“[The Lord’s] soul hates the lover of violence.”
~ Psalm 11.5, NRSV
Christopher Lane. A name that I would not have known, much like that of Trayvon Martin, if it were not for the violence that is lamentably common in many American cities. Every day, there are multiple stories involving children, youth and gun violence. And while there are always reasons for which we could point to and consequently, away from ourselves, it seems much more appropriate to consider how we have contributed to this love of violence.
After the tragedy at Sandy Hook that occurred less than a month after giving birth to our son, I felt convicted concerning the violence that I had been entertained by. I had not acknowledged and accepted responsibility until the murder of those precious six and seven year olds that I had become quite desensitized to violence. I no longer flinched or gasped at the news of death by murder but would simply whisper a prayer of comfort for those impacted. But, Sandy Hook was different.
Perhaps, it was number of dead children: twenty. Twenty coffins entering a shocked earth. Twenty incomplete obituaries. Or, maybe it was because of the new concerns that now flooded my mind as I held my newborn son. While I did not consider him to be a possible future victim of such violence, I did feel sad about the violent world that I was bringing him into. Whatever the reason, I am grateful and have added myself to the prayer list. Lord, prick my heart.
In response to the sickening feeling in the pit of my stomach and the sadness that swelled my heart, I stopped watching Criminal Minds, NCIS, The First 48 and other shows like it. Now, I turn away from shows and movies that use guns whether they are held by the “good” or the “bad guys.” I even critique news reports that offer details of the way in which the victim is murdered when a gun is used.
But, I suppose that this response was inevitable. I had a similar response to movies reenacting the devastation that occurred on September 11, 2001. I, along with so many others, had lived through it. I didn’t now want to sit back in a comfy theater seat with buttered popcorn and a soda and be entertained by it. It was not too soon but just plain inappropriate. There could be no “stars” as this was a real life drama and I didn’t want anyone to be awarded for their performance of pain that had been felt by so many. This violence was not for my entertainment but had served to educate me as words like terror were made real.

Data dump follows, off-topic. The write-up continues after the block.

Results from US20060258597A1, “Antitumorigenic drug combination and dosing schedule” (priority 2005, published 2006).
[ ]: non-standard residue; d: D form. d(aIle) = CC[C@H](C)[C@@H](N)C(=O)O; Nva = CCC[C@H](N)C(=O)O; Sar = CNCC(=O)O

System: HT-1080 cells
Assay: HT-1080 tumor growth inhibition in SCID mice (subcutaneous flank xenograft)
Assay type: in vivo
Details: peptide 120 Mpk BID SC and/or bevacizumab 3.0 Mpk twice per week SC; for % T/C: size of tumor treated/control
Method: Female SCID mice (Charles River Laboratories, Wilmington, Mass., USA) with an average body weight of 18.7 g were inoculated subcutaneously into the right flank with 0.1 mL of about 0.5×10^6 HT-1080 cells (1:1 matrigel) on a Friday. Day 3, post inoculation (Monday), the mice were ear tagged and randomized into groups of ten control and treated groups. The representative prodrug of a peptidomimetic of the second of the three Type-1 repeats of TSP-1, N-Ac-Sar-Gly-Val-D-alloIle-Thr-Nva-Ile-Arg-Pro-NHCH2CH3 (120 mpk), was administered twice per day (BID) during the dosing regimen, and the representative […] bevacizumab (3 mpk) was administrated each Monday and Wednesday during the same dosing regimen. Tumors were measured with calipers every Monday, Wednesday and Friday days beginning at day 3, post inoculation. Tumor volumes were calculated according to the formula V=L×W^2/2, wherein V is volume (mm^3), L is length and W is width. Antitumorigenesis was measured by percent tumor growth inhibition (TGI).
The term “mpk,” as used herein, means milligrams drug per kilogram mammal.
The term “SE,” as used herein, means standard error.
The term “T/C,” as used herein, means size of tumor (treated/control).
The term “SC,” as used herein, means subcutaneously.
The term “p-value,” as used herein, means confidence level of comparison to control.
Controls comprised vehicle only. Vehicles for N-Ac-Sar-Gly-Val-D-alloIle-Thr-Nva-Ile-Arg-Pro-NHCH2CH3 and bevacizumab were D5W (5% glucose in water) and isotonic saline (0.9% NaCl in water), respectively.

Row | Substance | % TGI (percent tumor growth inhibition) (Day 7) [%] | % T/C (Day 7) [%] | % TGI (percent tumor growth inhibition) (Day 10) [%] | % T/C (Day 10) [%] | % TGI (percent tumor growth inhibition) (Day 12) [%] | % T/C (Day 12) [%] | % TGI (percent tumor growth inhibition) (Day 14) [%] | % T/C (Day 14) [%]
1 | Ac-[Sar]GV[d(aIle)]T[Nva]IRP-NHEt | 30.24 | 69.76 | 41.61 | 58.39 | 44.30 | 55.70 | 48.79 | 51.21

So, I will also not sit idly by when African Americans commit crimes against persons of other cultures. Rev. Jesse Jackson tweeted that the actions of the teens were “frowned upon.” That’s all? A tweet? And you only “frown upon” the actions? Where are the calls for justice, for protest, for gun control and reform? Where are the t- shirts for me to purchase, the petitions for me to sign, the conversations for me to participate in? Mr. Lane’s death is no less heartbreaking and his parents are suffering no less. All deaths due to violence are created equal. I am sorry that he died and “I weep with those who weep” (Romans 12.15).
Mr. Lane was a college athlete from Australia who was murdered, according to his alleged killers, due to boredom. For them, killing was the cure. They found pleasure in violence. While recent news reports suggest that the attack was not racially motivated, there are those who would disagree. And something must be said for the language of one of the suspects who is being charged in his murder.
James Francis Edwards posted messages on his Twitter page that are proof that he hated those he identifies as socially colored white people. In fact, a couple of days after the Zimmerman verdict was handed down, one of his tweets said just that. Using a hash tag, he writes, “#HATETHEM.”
So, what are we to make of this? While Mr. Edwards might hate “them”, Mr. Lane is from Australia, a country that participated in slavery on their shores not America’s. Consequently, he cannot be tied to the dark social history of American slavery, Jim Crow segregation and retributive hatred that has defined relations between European and African Americans. Maybe Mr. Edwards should have picked up a book and discovered this instead of allegedly participating in actions that led to the death of Mr. Lane. The score that he attempted to settle will most likely lead to him losing the rest of his life behind bars.
Lord, forgive us for loving violence and hating each other. Amen.